Endangered Woodland Animals

By Kay Abbot ; Updated April 24, 2017
The Endangered Species Act helps to protect endangered or threatened animals.

Many creatures that rely on heavily wooded areas for survival are growing dangerously near to extinction. The deforestation caused by logging, urban development and other forms of human encroachment coupled with the over hunting and overfishing of certain species has made humankind the main enemy to a number of these animals.

Woodland Oldfield Mouse

The woodland oldfield mouse is a terrestrial creature that inhabits Venezuela and the Colombian border. This rodent’s scientific name is Thomasomys hylophilus. It is nocturnal, meaning, like many rodents, it is active at night and hides to rest during the day. This species is on the endangered list and is now considered rare. The deforestation of its natural habitat and the destruction to the habitat caused by guerrilla warfare have left the woodland oldfield mouse nearly extinct.

Bulmer's Fruit Bat

Bulmer’s fruit bat (Aproteles bulmerae) is a critically endangered species of bat native to Papua, New Guinea. This species' numbers are still on the decline. According to the International Union for Conservation of Nature (IUCN), it is believed there are less than 250 adult Bulmer’s fruit bats in existence. It is likely that as many as 90 percent of the mature Bulmer’s fruit bats are living in the same location. The main threat to this very large bat is hunting. This bat was severely over hunted for food in Papua in the 1970s and the population is not recovering.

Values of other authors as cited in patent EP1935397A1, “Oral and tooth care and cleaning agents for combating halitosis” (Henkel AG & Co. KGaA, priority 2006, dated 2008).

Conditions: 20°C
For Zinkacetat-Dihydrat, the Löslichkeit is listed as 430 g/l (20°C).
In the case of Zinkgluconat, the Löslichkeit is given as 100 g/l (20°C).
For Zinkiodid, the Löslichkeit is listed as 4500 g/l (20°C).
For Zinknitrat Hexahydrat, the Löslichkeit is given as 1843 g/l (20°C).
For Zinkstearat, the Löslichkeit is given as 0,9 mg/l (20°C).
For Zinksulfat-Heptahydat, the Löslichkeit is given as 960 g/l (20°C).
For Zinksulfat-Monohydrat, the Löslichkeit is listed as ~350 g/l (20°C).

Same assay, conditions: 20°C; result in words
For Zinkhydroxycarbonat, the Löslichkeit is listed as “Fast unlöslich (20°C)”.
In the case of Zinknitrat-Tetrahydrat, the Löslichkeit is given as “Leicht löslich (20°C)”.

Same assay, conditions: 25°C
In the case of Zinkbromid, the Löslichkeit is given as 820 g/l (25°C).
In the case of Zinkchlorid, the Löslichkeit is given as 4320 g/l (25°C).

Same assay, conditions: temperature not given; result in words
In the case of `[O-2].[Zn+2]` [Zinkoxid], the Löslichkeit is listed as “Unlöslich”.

Orange-Necked Partridge

The orange-necked partridge (Arborophila davidi) of southern Vietnam and eastern Cambodia is in severe decline due to habitat loss. This species of bird inhabits lowland evergreen forests. Its decline is due, in part, to commercial logging. Another danger to the orange-necked partridge is the pesticide sprayed over their native habitat during the Vietnam War.

Imperial Heron

The imperial heron (Ardea insignis) is a critically endangered native bird of Bangladesh, Bhutan, India and Myanmar. According to field surveys sited by IUCN, there are probably less than 300 adult imperial heron in the wild. The main threat to the imperial heron is the degradation and loss of forest and wetlands. This loss of habitat is due in large part to pollution.

Woolly Spider Monkey

The woolly spider monkey (Brachyteles arachnoides) is a small primate native to the evergreen forests of Brazil. Historically, these primates have been (and still are in some regions) hunted for sport. The illegal harvest of trees and legal mining cause habitat loss resulting in a decline of the woolly spider monkey population.

About the Author

Kay Abbot began writing professionally in 2004. She has written articles for Garden Guides, eHow Home & Garden and Answerbag. Kay has a degree in psychology from the University of Phoenix.